Blue Flower, a Musical Stage Collage Conjuring the Passion and Confusion of Post-Weimar Germany, Gets NYC Run Sept. 21-Oct. 1

News   Blue Flower, a Musical Stage Collage Conjuring the Passion and Confusion of Post-Weimar Germany, Gets NYC Run Sept. 21-Oct. 1
The Blue Flower, a new musical that marries the worlds of music and visual art, Kurt Weill and Hank Williams, blooms on stage Sept. 21-Oct. 1 as part of The New York Musical Theatre Festival.
A scene from The Blue Flower
A scene from The Blue Flower

The show — developed at various venues (including HERE, The Public Theater and the Colorado performing arts school known as Perry-Mansfield), with assistance from various sources (including the Jonathan Larson Foundation) — is "a new musical theatre work spawned through a unique collaboration" between the husband wife team of musician Jim Bauer and visual artist Ruth Bauer.

Recipients of a 2004 Jonathan Larson Performing Arts Foundation award, Jim and Ruth Bauer created The Blue Flower as a "four-dimensional stage collage, their imaginations lit by the lives of artists before, during and after The Great War," according to production notes.

In it, "Max Baumann, a famous German artist (based loosely on the historical figure Max Beckmann) dies alone on a park bench in New York City in 1955, leaving behind a fairytale book of collages that come to life on stage."

The Blue Flower is billed as "a playful Dada inspired romp through the memories unleashed at the moment of Max's death, centering on three friends and lovers he lost and the apparitions of events that overwhelmed their lives during World War I and the restless post-war years of the Weimar Republic in Germany."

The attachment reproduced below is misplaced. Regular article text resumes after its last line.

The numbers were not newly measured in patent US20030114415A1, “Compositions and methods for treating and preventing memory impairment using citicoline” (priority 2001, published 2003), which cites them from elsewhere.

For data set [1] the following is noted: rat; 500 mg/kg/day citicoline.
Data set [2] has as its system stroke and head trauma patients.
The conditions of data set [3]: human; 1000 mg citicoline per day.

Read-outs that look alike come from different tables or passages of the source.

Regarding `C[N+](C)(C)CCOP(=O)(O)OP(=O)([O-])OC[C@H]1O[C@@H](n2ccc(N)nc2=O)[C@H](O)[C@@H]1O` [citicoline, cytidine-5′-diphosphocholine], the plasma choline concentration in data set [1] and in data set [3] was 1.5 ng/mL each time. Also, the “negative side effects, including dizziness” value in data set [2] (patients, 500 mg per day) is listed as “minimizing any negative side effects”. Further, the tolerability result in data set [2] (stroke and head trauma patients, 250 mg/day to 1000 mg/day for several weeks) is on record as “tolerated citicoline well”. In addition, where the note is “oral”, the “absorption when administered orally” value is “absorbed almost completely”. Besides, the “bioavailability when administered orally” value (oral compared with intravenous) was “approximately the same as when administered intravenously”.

Music, book and lyrics are by Jim Bauer. Art, art direction and book are by Ruth Bauer. The fall 2004 company includes Blue Flower veterans Meghan McGeary (as Hannah), Andrew Dawson (as Sewing Machine Man) and Marc Geller as (Typewriter Man) and (newcomers to the work) Todd Alan Johnson (Max), Jamie LaVerdiere (Fairytale Man), Clayton Dean Smith (Franz) and Jean Arbeuter (Maria). Will Pomerantz directs. Andrew Levine is music director.

The sound of the show is a blending of "the light and dark contours of Weimar cabaret music with American country and western." The 10-piece Weimarband, aided on stage by film projections and a cast of seven physical actor-singers, drives the "narrative song cycle" about "four interesting Germans and a love rectangle while riding the rails of history from 1889 to the present."

The piece has been developed in workshop performances at The Public Theater's "New Work Now" festival (May 2001), the HERE Artists Residency Program (2002-3), the ASCAP Musical Theatre Workshop (spring 2003), and the Richard Adler/ASCAP Foundation Musical Theatre Development Program in a two-week workshop at the Perry-Mansfield School for the Performing Arts in Steamboat Springs, Colorado (June 2003).

During the development of the piece, The Weimarband (three vocalists, bassoon, pedal steel guitar, cello, accordion, piano, marimba, guitar, bass, drums and percussion) has given public performances of the music from the show on a regular basis at various venues in New York City, including Joe's Pub, Makor, Galapagos, The Bottom Line and The Pyramid Club.

Spuk Theatre presents the NYMF run of The Blue Flower at Theatre at St. Clements, 46th Street between Ninth and Tenth Avenues. Performances play Sept. 21 at 7 PM, Sept. 25 at 9 PM, Sept. 26 at 7 PM, Sept. 27 at 2 PM, Sept. 30 at 2 PM, Oct. 1 at 8 PM.

For more information about the festival and to purchase passes or tickets to individual events, visit

For more information about The Blue Flower, visit

A scene from <i>The Blue Flower</i>
A scene from The Blue Flower
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